I’ve never seen anything quite like this mix of cuteness and a peculiar, hard-to-name affect. It wouldn’t be right to say her characters’ appearances are unsettling, but they are attractively weird, and this subtle friction adds a depth that keeps her work far away from a trite, polished cutesiness. Her figures possess the lyricism of the best doodles, drawings whose unpremeditated naturalness you can’t replicate or improve upon.
LETTERING and COLORS
I rarely see this level of lettering skill combined with this much inventiveness.
There’s something compelling about the way her text changes colors, both from word to word and from letter to letter, an approach that has long been used in the multi-colored logos of children’s toys, games, candy, and comics.
Perhaps the text’s coloring would be cacophonous if the lettering wasn’t so legible (with stylish letterforms and careful spacing) and if the colors didn’t harmonize so well. In this way, Stein’s work reminds me of a feature in early 1960s Marvel comics (and some Archie comics): word balloons were not just white, but move between colors, a tactic that makes already colorful comics even more colorful and pop-art-y.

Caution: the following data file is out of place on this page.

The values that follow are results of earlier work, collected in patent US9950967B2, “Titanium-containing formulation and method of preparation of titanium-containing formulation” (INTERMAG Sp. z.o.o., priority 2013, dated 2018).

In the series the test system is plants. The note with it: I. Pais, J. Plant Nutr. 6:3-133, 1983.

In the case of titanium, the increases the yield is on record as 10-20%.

Marvel eventually abandoned this approach (perhaps they thought it too child-like for “serious comics”), going instead with the industry standard of all white balloons. I like that Stein shows such little interest in “industry standards.”
Stein’s color technique may evoke childhood in a round-about way, but it’s sophisticated and artful. In comics like “Holly Jolly Sabbath,” color functions formally: some shapes and objects are pure color, lacking the black outlines present in many other cartoons and comics.
And she even goes a little abstract, using paint drips, splatter, and clouds of color that transgress the implied boundaries of “panels,” allowing discrete scenes/moments to blend into and overlap each other in a free-form sketchbook style.